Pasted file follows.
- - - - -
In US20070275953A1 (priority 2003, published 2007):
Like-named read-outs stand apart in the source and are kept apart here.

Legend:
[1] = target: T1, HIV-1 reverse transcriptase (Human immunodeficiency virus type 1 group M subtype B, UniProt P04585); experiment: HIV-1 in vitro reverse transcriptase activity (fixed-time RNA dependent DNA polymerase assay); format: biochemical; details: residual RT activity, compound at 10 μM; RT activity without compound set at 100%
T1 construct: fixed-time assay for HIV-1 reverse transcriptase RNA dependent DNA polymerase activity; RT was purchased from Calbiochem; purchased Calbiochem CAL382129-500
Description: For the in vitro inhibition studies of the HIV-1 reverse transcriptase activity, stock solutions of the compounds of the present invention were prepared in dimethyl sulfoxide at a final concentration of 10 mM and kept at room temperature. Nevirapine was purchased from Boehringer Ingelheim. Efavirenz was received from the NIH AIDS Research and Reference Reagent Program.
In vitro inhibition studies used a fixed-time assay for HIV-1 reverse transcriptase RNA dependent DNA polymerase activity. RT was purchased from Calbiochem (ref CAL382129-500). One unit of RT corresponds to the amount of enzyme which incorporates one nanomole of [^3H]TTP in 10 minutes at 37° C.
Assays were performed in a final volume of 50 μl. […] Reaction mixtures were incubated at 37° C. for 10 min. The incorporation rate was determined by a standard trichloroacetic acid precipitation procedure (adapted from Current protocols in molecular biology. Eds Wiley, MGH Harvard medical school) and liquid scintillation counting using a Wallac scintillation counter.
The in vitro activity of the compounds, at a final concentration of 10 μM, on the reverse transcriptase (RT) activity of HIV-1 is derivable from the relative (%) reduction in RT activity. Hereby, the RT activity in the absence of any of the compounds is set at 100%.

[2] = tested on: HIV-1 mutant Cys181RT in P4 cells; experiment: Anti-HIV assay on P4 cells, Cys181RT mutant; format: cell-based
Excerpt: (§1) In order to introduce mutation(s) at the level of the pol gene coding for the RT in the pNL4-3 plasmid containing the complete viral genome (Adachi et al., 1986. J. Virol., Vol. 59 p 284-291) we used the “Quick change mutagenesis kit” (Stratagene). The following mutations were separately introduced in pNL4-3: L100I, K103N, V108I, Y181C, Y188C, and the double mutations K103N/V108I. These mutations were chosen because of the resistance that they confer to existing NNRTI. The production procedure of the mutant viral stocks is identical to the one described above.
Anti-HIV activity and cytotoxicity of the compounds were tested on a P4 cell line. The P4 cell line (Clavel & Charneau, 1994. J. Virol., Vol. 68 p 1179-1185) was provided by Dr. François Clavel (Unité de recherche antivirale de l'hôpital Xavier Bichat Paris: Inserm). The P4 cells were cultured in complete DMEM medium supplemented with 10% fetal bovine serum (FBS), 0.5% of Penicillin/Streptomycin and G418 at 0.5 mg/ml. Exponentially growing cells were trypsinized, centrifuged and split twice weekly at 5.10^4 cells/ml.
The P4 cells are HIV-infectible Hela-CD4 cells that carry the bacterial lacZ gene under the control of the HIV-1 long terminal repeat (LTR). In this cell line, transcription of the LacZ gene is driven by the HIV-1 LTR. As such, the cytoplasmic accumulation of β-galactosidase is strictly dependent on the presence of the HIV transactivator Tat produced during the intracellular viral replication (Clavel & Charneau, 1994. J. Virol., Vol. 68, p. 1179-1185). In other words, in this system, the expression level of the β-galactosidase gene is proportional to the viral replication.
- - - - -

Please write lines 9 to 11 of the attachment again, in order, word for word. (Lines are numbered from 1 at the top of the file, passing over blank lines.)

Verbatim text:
The in vitro activity of the compounds, at a final concentration of 10 μM, on the reverse transcriptase (RT) activity of HIV-1 is derivable from the relative (%) reduction in RT activity. Hereby, the RT activity in the absence of any of the compounds is set at 100%.

[2] = tested on: HIV-1 mutant Cys181RT in P4 cells; experiment: Anti-HIV assay on P4 cells, Cys181RT mutant; format: cell-based
Excerpt: (§1) In order to introduce mutation(s) at the level of the pol gene coding for the RT in the pNL4-3 plasmid containing the complete viral genome (Adachi et al., 1986. J. Virol., Vol. 59 p 284-291) we used the “Quick change mutagenesis kit” (Stratagene). The following mutations were separately introduced in pNL4-3: L100I, K103N, V108I, Y181C, Y188C, and the double mutations K103N/V108I. These mutations were chosen because of the resistance that they confer to existing NNRTI. The production procedure of the mutant viral stocks is identical to the one described above.